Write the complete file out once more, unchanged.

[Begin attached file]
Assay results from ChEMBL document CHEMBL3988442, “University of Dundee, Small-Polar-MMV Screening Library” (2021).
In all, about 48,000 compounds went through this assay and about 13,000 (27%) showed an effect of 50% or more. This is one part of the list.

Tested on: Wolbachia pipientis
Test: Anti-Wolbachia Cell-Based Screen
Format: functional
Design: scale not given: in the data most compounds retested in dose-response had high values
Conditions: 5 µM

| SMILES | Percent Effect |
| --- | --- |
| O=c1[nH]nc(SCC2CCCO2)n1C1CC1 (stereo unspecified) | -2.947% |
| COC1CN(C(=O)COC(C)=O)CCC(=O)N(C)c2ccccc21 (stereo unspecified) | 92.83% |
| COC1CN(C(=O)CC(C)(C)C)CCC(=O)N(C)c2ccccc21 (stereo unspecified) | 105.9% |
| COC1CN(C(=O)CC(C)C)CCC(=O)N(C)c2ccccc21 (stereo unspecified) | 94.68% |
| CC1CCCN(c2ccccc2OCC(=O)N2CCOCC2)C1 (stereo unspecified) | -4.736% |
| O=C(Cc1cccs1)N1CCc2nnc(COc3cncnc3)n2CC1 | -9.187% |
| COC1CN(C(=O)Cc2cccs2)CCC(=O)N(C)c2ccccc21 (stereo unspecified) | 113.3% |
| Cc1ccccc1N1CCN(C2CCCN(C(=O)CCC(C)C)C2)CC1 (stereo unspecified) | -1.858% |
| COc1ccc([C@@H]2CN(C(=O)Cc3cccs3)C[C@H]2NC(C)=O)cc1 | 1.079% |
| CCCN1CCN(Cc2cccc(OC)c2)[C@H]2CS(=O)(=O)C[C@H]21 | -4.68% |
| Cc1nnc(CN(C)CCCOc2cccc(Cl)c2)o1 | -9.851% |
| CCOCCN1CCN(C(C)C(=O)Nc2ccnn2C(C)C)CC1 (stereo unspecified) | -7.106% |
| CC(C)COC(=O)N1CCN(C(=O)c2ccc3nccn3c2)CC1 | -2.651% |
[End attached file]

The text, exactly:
Assay results from ChEMBL document CHEMBL3988442, “University of Dundee, Small-Polar-MMV Screening Library” (2021).
In all, about 48,000 compounds went through this assay and about 13,000 (27%) showed an effect of 50% or more. This is one part of the list.

Tested on: Wolbachia pipientis
Test: Anti-Wolbachia Cell-Based Screen
Format: functional
Design: scale not given: in the data most compounds retested in dose-response had high values
Conditions: 5 µM

| SMILES | Percent Effect |
| --- | --- |
| O=c1[nH]nc(SCC2CCCO2)n1C1CC1 (stereo unspecified) | -2.947% |
| COC1CN(C(=O)COC(C)=O)CCC(=O)N(C)c2ccccc21 (stereo unspecified) | 92.83% |
| COC1CN(C(=O)CC(C)(C)C)CCC(=O)N(C)c2ccccc21 (stereo unspecified) | 105.9% |
| COC1CN(C(=O)CC(C)C)CCC(=O)N(C)c2ccccc21 (stereo unspecified) | 94.68% |
| CC1CCCN(c2ccccc2OCC(=O)N2CCOCC2)C1 (stereo unspecified) | -4.736% |
| O=C(Cc1cccs1)N1CCc2nnc(COc3cncnc3)n2CC1 | -9.187% |
| COC1CN(C(=O)Cc2cccs2)CCC(=O)N(C)c2ccccc21 (stereo unspecified) | 113.3% |
| Cc1ccccc1N1CCN(C2CCCN(C(=O)CCC(C)C)C2)CC1 (stereo unspecified) | -1.858% |
| COc1ccc([C@@H]2CN(C(=O)Cc3cccs3)C[C@H]2NC(C)=O)cc1 | 1.079% |
| CCCN1CCN(Cc2cccc(OC)c2)[C@H]2CS(=O)(=O)C[C@H]21 | -4.68% |
| Cc1nnc(CN(C)CCCOc2cccc(Cl)c2)o1 | -9.851% |
| CCOCCN1CCN(C(C)C(=O)Nc2ccnn2C(C)C)CC1 (stereo unspecified) | -7.106% |
| CC(C)COC(=O)N1CCN(C(=O)c2ccc3nccn3c2)CC1 | -2.651% |